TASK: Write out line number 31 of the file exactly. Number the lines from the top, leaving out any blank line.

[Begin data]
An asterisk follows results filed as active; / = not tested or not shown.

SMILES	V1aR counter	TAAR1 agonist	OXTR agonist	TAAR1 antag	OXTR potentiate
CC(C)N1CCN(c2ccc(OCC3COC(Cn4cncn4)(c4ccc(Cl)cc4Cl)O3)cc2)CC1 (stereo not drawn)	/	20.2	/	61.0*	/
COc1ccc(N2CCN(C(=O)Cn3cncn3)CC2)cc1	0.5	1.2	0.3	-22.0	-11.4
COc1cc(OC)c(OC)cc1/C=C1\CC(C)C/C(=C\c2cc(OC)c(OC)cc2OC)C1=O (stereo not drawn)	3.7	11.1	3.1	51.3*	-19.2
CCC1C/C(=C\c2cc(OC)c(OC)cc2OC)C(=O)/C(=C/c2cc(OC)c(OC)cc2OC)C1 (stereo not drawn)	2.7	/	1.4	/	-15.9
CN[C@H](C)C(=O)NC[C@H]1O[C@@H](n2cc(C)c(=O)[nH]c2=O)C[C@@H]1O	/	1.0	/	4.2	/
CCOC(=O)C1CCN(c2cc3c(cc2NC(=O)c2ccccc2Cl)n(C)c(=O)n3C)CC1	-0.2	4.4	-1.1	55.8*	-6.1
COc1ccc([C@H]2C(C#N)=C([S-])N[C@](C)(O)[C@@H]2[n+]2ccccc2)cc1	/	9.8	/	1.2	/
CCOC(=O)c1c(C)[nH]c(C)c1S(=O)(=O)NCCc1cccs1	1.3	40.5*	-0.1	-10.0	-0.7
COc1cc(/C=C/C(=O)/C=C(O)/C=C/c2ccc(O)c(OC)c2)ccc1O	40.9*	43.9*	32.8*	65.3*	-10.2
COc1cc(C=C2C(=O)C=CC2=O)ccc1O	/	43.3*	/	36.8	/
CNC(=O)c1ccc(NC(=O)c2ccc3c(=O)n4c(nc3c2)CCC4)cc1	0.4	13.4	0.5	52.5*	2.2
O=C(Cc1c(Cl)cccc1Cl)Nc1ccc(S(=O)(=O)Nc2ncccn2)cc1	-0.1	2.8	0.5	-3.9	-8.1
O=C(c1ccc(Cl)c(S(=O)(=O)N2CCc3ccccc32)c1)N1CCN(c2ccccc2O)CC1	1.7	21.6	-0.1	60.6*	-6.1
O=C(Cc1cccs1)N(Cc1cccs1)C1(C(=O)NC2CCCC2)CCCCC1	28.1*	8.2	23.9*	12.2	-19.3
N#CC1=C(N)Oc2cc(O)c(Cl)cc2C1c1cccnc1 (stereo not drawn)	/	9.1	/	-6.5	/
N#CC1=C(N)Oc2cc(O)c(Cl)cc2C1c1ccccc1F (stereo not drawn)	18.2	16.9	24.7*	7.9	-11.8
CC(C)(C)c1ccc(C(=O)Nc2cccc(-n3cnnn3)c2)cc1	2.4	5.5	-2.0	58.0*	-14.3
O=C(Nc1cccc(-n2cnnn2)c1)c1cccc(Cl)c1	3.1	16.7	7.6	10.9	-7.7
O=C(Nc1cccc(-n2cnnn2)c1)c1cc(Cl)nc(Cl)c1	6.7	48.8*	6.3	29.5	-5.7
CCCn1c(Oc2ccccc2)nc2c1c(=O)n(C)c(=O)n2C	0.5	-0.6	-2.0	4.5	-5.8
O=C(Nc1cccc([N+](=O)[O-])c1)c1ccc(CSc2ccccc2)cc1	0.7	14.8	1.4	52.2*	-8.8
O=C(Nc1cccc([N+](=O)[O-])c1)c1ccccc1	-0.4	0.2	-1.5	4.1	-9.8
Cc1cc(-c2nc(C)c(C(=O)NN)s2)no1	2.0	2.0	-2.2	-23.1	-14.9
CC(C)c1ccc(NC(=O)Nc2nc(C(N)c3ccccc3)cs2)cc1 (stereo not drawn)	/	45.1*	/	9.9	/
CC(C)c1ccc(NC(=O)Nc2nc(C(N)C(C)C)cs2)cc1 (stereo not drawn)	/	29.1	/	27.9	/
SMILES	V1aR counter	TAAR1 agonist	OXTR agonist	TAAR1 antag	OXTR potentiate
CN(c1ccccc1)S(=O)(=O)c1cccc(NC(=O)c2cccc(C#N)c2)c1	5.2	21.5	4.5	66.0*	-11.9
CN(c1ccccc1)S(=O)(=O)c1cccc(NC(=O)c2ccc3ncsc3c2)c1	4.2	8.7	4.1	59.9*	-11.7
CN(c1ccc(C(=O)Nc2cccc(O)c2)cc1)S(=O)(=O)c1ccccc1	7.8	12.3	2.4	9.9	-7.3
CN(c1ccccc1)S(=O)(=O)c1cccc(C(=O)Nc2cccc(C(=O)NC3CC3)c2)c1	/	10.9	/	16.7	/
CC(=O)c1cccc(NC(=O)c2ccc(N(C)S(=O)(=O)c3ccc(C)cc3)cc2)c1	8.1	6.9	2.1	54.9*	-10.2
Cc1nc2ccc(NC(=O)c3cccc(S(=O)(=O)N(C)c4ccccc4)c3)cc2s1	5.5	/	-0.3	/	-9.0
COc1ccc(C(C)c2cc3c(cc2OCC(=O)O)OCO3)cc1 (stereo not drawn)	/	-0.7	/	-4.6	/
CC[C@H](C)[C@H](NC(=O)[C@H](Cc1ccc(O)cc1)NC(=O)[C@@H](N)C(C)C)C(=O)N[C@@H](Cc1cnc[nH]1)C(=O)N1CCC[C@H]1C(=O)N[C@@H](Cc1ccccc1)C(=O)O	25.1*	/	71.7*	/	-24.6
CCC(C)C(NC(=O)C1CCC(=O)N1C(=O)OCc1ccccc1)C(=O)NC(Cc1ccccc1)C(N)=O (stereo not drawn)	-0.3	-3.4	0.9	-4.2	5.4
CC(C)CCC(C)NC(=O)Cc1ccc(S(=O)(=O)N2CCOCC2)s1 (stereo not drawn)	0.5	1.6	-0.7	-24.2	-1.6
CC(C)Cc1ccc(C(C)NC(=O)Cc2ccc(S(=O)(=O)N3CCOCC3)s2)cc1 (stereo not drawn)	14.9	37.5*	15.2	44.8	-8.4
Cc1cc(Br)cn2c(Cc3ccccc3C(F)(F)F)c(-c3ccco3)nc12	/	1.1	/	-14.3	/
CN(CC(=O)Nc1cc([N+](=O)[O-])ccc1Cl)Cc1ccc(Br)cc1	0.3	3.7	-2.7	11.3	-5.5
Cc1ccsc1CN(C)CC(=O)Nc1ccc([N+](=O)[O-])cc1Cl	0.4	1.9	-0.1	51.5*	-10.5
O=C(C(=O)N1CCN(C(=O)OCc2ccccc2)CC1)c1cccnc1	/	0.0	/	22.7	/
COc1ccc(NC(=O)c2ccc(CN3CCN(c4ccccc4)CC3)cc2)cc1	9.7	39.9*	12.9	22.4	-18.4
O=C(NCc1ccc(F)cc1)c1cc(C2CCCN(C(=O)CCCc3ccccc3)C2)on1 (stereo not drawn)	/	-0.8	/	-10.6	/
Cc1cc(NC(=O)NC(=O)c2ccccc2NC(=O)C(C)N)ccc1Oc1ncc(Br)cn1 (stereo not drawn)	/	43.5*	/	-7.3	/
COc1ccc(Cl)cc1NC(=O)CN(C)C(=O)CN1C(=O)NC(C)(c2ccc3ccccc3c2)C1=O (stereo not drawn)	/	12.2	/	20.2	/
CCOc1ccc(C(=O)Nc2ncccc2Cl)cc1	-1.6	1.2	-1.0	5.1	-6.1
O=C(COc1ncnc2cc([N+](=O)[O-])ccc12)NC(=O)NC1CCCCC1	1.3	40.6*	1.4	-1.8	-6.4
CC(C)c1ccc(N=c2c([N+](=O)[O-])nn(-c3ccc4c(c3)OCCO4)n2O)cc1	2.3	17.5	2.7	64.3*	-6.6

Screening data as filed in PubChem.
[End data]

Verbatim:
CN(c1ccc(C(=O)Nc2cccc(O)c2)cc1)S(=O)(=O)c1ccccc1	7.8	12.3	2.4	9.9	-7.3